What is cash on cash return

 

It’s a question we’ve all asked ourselves: how can we keep our day jobs and still make extra cash? I’m telling you there is a way. Through making the right decisions in property investing you can easily earn extra income. All you need is one simple formula. 

 

How cash-on-cash return works

In real estate investing, one of the most important tools in your arsenal is going to be cash-on-cash return. This is a good starting point, not only for newcomers but also for investors who are first scanning through properties. 

 

Let’s see how it works. Investopedia, who are financial market experts, describe cash-on-cash return as a way to determine how a potential rental property will perform. It’s easy to calculate, all you need to figure out is the annual cash flow over the total cash invested, before tax. 

Cash On Cash

Just have a look at the equation below. 

 

  Annual Cash flow (Pre-Tax)Total cash invested= Cash-on-cash Return

 

See what I mean? If you’re still unsure what you need to make this calculation, then here is a quick run down. 

 

Pre-tax Annual Cash flow represents the rental income of the property in a year without including the operating expenses. These operating expenses include things like vacancy rate, maintenance, internet, landscaping and other costs.  

 

Total cash invested refers to the cash you paid to make the property functional. This will include things such as the loan from the bank (without the payments or interest), the down payment, the rehab costs, repairs, closing costs, etc.  

 

After you have divided these numbers you should multiply the resulting number by 100. This percentage is also known as the ratio, which tells you if the property will generate a favourable cash flow. 

 

We’ll talk about what Mashvisor considers to be a good cash-on-cash return to aim for below.   

 

However, you should keep in mind that there are some things the formula won’t be able to calculate. Realty Mogul, an international investing company, says that it doesn’t take into account things like appreciation, return on investment or tax benefits. 

 

But still, it gives you a good idea of the ongoing and immediate return on the cash you invested. With it you can plan for how you will purchase the property and finance it by taking into account future spending and unexpected expenses. 

What qualifies as a good cash-on-cash return

 

What exactly makes a good cash-on-cash return? It all depends on what you want to achieve. A good cash-on-cash return is one that is higher than the investment rate that you have set for your retirement or for your financial growth.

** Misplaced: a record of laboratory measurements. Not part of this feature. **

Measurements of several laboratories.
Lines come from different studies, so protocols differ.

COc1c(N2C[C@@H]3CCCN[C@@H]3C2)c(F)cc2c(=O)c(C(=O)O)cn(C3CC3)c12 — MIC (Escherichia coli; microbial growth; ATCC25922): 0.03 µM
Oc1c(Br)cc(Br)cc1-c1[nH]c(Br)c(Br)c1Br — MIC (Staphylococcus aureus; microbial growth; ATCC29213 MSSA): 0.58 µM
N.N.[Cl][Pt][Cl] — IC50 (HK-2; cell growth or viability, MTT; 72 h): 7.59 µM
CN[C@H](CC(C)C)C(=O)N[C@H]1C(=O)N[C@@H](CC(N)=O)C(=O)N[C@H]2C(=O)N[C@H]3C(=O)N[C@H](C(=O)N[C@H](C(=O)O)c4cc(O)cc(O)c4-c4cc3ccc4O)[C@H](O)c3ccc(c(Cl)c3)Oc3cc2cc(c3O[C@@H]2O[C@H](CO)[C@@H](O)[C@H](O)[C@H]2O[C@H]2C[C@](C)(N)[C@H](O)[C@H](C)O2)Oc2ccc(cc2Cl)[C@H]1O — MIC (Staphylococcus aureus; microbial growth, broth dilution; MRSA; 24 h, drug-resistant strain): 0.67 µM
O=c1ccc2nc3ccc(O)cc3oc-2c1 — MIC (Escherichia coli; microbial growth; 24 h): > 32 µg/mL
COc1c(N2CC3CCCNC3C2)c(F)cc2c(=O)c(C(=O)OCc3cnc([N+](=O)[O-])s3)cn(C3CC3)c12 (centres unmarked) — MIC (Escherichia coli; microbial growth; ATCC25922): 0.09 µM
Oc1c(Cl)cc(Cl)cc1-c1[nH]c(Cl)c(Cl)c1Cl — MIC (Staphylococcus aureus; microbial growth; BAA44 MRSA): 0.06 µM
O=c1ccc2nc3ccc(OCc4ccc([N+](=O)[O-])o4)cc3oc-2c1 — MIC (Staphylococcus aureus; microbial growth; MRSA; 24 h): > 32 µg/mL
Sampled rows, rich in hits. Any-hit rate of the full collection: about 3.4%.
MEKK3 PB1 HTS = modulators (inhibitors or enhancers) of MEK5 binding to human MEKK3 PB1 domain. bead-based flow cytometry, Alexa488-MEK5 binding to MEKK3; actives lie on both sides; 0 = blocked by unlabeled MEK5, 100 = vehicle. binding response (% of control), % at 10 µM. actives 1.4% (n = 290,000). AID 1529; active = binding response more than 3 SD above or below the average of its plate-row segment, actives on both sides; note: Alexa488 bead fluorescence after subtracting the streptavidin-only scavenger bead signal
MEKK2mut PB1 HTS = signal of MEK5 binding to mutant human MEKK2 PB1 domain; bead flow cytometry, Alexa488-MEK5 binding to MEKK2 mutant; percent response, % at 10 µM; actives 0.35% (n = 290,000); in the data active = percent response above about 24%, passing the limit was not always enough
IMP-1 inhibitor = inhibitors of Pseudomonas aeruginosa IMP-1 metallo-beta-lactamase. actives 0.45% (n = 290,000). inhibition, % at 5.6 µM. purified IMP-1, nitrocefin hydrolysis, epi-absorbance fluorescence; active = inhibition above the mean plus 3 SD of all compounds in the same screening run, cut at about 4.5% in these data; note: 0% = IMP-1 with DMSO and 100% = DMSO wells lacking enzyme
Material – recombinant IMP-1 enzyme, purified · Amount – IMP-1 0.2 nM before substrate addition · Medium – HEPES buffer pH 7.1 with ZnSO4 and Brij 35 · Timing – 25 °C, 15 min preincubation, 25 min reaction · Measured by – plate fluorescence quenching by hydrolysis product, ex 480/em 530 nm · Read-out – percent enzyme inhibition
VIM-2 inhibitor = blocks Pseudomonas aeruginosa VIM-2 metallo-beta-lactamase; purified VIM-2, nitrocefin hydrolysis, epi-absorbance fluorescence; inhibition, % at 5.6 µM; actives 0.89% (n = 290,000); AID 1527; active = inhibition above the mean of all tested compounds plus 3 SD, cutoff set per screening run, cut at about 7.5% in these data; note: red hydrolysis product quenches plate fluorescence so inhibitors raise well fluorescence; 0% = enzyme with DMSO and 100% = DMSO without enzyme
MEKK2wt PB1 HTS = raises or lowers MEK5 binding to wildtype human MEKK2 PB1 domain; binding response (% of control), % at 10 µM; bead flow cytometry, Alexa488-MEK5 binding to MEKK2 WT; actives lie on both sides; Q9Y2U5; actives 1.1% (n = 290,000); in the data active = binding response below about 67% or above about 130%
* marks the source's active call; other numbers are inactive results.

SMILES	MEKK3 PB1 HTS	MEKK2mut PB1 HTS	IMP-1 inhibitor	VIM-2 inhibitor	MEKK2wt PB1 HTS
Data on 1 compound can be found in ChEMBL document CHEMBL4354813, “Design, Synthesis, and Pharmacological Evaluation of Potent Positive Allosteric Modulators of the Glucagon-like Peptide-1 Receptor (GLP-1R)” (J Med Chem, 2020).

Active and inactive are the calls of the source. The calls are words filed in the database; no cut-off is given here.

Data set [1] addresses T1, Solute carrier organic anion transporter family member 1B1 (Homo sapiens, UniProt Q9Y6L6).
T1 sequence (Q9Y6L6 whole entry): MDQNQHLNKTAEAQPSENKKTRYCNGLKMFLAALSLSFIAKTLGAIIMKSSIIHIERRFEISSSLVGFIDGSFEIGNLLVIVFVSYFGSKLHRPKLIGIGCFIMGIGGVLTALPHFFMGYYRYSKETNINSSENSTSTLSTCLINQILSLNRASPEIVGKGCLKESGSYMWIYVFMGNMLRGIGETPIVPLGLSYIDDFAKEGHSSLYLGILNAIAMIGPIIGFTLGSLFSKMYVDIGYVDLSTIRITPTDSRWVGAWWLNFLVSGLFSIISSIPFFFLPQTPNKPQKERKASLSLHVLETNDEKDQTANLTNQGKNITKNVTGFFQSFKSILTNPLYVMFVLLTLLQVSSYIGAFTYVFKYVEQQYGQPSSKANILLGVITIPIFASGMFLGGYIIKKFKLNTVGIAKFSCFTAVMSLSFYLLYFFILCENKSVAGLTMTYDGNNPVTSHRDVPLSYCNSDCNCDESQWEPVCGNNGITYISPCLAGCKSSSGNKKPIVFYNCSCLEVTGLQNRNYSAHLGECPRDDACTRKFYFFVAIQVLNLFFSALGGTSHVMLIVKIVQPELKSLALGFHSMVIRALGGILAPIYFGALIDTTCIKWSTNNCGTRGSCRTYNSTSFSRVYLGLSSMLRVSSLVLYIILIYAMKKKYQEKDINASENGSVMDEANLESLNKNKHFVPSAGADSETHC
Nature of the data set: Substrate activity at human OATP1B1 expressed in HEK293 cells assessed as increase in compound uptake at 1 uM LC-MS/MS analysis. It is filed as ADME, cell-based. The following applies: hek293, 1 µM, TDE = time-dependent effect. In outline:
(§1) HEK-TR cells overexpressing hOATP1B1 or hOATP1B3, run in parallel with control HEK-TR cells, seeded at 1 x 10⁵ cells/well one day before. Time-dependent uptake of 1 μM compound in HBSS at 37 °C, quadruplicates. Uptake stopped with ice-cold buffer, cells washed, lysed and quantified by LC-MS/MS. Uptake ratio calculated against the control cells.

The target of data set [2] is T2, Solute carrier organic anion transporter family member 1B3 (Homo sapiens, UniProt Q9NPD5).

According to Mashvisor, a real estate data analysis company, the consensus is that you should aim for a ratio between 8% and 12%. But really, It all depends on the goals that you set and the decisions you make. 

 

For example, if you want to save up for retirement, then you should be putting aside a certain amount of money per month. If you’re not sure how much this should be, you can use this retirement calculator to calculate this value. 

 

I put in an example of a 33 year old with a monthly earning of  R40 000. The calculator suggested that this person should be putting aside R7 000 a month. Therefore, if this person invested in a property with a total cash investment of R150 000 they should be looking for a cash-on-cash return of at least 4,67%.   

 

To set your goals, start by asking yourself questions such as…

 

  • What is your main goal – retirement, financial freedom, financial growth rate?
  • Are you investing in a single or multiple properties?
  • In which location do you want to buy the property? 
  • Will you be taking out a loan from the bank?
  • What property type are you going to choose – apartment, duplex, house?
  • Are you going to be collaborating with a rental company?
  • Will the property require renovations or upgrades?

 

The choices that you make will ultimately affect the cash-on-cash return. 

 

It’s also important to note that before making these decisions you should also consider your commitment to the property. Your goals should be a reflection of how much risk you’re willing to take and how involved you want to be in running it.   

What happens when you take out a loan?

 

By now you’ve probably realised that if you want to invest in a rental property – you’re probably going to need a mortgage loan. Not many people have that kind of money lying around so if this is the case then you don’t need to stress. You can take out a loan and still end up with a good ratio. 

 

It mainly comes down to two things – interest rates and the down payment. In a different post, Mashvisor warns how banks will normally ask for a down payment on a rental property loan. This can make up 10%-20% of the purchase price of the property, depending on the country.